How to enable OVS in ACRN

Hypervisors need the ability to bridge network traffic between VMs and with the outside world. This tutorial describes how to use Open Virtual Switch (OVS) bridge in ACRN for this purpose.

Note

OVS is provided as part of the service-os bundle. Use ClearLinux OS version 29660.

What is OVS

Open vSwitch (OVS) is an open-source implementation of a distributed virtual multilayer switch that provides a switching stack for hardware virtualization environments. OVS supports multiple protocols and standards used in computer networks. For more detailed OVS information, please refer to what-is-ovs.

Why OVS

Open vSwitch is targeted at multi-server virtualization deployments, a landscape not well suited for ACRN’s built-in L2 switch (the Linux bridge). These environments are often characterized by highly dynamic end-points, the maintenance of logical abstractions, and (sometimes) integration with or offloading to special purpose switching hardware. For more reasons about why Open vSwitch is used, please refer to why-ovs.

How to enable OVS in ACRN

The OVS service is included with the Clear Linux service-os bundle.

After booting the ACRN Service OS, disable the Clear Linux autoupdate feature before setting up the OVS bridge to prevent autoupdate from restoring the default bridge after a system update:

# swupd autoupdate --disable

You can then start the OVS service with the command:

# systemctl start openvswitch

To start OVS automatically after a reboot, you should also use this command:

# systemctl enable openvswitch

The default acrn-br0 bridge is created by the Service VM systemd and supports the User VM network.

../_images/default-acrn-network.png

Figure 66 Default ACRN Network

How to use OVS bridge

  1. Disable acrn network configuration:

    # cd /usr/lib/systemd/network/
    # mv 50-acrn.network 50-acrn.network_bak
    
  2. Modify 50-eth.network to enable DHCP on OVS bridge

    [Match]
    Name=ovs-br0
    
    [Network]
    DHCP=ipv4
    
  3. Create OVS bridge and tap1 network interface:

    # ovs-vsctl add-br ovs-br0
    # ip tuntap add dev tap1 mode tap
    # ip link set dev tap1 down
    # ip link set dev tap1 up
    
  4. Add eno1, tap1 into OVS bridge:

    # ovs-vsctl add-port ovs-br0 eno1
    # ovs-vsctl add-port ovs-br0 tap1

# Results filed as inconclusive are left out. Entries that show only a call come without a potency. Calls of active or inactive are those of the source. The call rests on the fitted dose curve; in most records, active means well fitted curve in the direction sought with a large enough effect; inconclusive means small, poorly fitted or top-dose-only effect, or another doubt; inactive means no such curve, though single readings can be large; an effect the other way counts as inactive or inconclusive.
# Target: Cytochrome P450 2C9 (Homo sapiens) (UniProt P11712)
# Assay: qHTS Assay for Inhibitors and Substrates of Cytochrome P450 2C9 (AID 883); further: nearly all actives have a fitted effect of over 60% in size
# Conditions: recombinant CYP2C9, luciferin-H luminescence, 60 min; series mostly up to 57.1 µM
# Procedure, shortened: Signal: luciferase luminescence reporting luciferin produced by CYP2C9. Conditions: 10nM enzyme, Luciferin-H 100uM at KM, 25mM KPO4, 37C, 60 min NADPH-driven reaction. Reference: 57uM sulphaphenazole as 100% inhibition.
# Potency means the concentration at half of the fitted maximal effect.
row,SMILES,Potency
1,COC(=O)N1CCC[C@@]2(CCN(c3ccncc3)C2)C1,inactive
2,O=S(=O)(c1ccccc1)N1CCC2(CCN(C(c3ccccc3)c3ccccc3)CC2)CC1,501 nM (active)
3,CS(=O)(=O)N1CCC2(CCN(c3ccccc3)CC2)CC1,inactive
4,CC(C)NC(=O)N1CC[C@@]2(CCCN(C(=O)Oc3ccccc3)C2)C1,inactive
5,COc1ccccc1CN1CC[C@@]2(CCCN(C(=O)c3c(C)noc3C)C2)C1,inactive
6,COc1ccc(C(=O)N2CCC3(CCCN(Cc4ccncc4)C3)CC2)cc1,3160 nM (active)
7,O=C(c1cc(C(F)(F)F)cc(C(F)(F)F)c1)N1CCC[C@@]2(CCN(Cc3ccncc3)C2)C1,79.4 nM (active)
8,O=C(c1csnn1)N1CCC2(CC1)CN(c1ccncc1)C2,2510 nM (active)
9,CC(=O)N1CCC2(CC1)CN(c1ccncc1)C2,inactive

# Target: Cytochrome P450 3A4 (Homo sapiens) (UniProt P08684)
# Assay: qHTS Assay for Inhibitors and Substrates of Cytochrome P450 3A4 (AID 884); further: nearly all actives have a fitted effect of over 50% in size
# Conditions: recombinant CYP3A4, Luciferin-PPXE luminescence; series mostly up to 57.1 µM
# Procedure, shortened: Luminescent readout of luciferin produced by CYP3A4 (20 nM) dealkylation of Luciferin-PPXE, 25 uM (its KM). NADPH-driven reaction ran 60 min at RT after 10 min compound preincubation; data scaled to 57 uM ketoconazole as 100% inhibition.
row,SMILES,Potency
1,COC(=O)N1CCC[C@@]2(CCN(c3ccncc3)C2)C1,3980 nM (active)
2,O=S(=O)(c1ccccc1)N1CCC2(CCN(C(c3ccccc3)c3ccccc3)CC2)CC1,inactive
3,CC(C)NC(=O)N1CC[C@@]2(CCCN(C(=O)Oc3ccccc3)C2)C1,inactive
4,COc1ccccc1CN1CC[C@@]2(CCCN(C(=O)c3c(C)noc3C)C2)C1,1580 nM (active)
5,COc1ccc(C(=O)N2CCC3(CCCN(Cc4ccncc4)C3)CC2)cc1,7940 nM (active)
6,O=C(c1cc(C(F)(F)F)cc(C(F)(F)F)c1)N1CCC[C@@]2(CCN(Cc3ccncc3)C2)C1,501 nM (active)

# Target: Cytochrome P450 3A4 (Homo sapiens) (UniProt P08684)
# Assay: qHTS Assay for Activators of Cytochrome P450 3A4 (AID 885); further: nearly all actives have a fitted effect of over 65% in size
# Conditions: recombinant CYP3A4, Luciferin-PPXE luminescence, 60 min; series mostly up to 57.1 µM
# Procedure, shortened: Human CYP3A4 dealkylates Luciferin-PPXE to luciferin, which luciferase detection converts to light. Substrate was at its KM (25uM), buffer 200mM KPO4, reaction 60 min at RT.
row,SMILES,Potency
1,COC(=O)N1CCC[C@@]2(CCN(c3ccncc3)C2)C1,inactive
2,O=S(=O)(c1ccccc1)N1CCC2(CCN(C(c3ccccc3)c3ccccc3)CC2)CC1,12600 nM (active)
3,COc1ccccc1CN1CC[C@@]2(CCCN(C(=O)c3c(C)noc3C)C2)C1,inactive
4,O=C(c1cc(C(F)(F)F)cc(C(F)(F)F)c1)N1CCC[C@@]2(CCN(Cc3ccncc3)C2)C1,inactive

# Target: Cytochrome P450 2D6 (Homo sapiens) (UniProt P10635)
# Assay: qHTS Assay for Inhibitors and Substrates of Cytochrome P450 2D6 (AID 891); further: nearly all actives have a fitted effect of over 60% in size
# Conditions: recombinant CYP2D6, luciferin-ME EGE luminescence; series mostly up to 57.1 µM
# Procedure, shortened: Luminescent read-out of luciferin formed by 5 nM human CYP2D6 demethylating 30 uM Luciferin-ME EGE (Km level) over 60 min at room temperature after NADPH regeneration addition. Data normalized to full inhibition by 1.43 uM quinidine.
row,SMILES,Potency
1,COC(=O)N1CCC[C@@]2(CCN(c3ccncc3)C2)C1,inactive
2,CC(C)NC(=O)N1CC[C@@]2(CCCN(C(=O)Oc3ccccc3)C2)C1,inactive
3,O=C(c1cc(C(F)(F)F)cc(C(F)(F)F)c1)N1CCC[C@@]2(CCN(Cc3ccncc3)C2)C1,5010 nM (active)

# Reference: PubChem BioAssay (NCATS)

5. Modify launch_uos.sh script to enable tap1 device before launching the User VM:

    # sed -i "s/virtio-net,tap0/virtio-net,tap1/" /usr/share/acrn/samples/nuc/launch_uos.sh
    

    Note

    If you set up the User VM via acrn_quick_setup.sh, then replace /usr/share/acrn/samples/nuc/launch_uos.sh with /root/launch_uos_<version>.sh in sed command above.

  6. The User VM and Service VM network will work after rebooting the host via ovs-br0

Example for VLAN network based on OVS in ACRN

We will use the OVS bridge VLAN feature to support network isolation between VMs. Figure 67 shows an example with four VMs in two hosts, with the hosts directly connected by a network cable. The VMs are interconnected through statically configured IP addresses, and use VLAN id to put VM1 of HOST1 and VM1 of HOST2 into a VLAN. Similarly, VM2 of HOST1 and VM2 of HOST2 are put into a VLAN. In this configuration, the VM1s can communicate with each other, and VM2s can directly communicate with each other, but VM1s and VM2s cannot connect.

../_images/example-of-OVS-usage.png

Figure 67 An example of OVS usage in ACRN

Follow these steps to set up OVS networks on both HOSTs:

  1. Set up ovs-br0 instead of acrn-br0, (refer to the the previous section How to enable OVS in ACRN for details).

  2. Add eno1, tap<VM number> into OVS bridge:

    # ovs-vsctl add-port ovs-br0 eno1
    # ovs-vsctl add-port ovs-br0 tap1 tag=101
    # ovs-vsctl add-port ovs-br0 tap2 tag=102
    # sed -i "s/virtio-net,tap0/virtio-net,tap1/" <1st launch_uos script>
    # sed -i "s/virtio-net,tap0/virtio-net,tap2/" <2nd launch_uos script>
    # reboot
    
  3. Configure the static IP address on both HOSTs and it’s VMs:

    # <HOST_1 Service VM>:
    # ifconfig ovs-br0 192.168.1.100
    # <HOST_1 User VM1>:
    # ifconfig enp0s4 192.168.1.101
    # <HOST_1 User VM2>:
    # ifconfig enp0s4 192.168.1.102
    #
    # <HOST_2 Service VM>:
    # ifconfig ovs-br0 192.168.1.200
    # <HOST_2 User VM1>:
    # ifconfig enp0s4 192.168.1.201
    # <HOST_2 User VM2>:
    # ifconfig enp0s4 192.168.1.202
    
  4. After that, it will succeed to ping from VM1 of HOST1 to VM1 of HOST2, but fail to ping from VM1 of HOST1 to VM2 of HOST2.